The heart, as Pascal said, "has its reasons that reason knows not of." Something in us longs, or hopes, maybe even at times believes that this is not the way things were supposed to be. Our desire fights the assault of death upon life. And so people with terminal illnesses get married. Prisoners in a concentration camp plant flowers. Lovers long divorced still reach out in the night to embrace one who is no longer there. It's like the phantom pain experienced by those who have lost a limb. Feelings still emanate from that region where once was a crucial part of them, and they will sometimes find themselves being careful not to bang the corner of a table or slam the car door on a leg or arm long since removed. Our hearts know a similar reality. At some deep level, we refuse to accept the fact that this is the way things are, or must be, or always will be.
Simone Weil was right, there are only two things that pierce the human heart: beauty and affliction. Moments we wish would last forever and moments we wish had never begun. What are we to make of these messengers? How are we to interpret what they are saying? As the playwright Christopher Fry wrote:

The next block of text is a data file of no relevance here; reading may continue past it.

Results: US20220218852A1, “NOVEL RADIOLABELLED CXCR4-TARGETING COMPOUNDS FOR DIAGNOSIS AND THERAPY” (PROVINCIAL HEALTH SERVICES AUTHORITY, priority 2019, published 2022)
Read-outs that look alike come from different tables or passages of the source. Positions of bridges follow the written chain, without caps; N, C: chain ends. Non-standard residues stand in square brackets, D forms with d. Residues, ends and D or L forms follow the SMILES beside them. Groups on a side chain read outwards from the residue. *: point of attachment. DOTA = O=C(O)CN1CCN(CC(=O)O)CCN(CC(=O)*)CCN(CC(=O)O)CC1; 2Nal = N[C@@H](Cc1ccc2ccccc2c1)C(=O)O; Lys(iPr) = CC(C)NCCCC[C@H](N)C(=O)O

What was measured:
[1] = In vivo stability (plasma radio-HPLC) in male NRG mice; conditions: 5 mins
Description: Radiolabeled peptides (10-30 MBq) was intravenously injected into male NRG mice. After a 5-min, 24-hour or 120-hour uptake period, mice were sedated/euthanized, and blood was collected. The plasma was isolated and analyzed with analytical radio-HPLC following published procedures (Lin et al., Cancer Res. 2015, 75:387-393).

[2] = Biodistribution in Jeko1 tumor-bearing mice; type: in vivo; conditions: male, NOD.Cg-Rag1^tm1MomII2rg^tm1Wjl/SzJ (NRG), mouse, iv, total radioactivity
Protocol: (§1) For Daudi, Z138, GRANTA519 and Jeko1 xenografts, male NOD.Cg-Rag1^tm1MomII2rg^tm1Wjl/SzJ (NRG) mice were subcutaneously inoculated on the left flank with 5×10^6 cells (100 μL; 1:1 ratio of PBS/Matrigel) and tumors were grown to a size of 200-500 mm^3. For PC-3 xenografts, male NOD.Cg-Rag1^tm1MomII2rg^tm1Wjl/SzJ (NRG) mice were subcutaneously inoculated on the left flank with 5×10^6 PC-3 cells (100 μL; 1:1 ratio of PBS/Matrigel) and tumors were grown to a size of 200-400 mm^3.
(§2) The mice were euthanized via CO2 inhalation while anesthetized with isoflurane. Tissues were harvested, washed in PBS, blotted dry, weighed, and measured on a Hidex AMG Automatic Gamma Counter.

The inescapable dramatic situation for us all is that we have no idea what our situation is. We may be mortal. What then? We may be immortal. What then? We are plunged into an existence fantastic to the point of nightmare, and however hard we rationalize, or however firm our religious faith, however closely we dog the heels of science or wheel among the starts of mysticism, we cannot really make head or tail of it.
And what does Fry say we do with our dilemma? The worst of all possible reactions:
We get used to it. We get broken into it so gradually we scarcely notice it.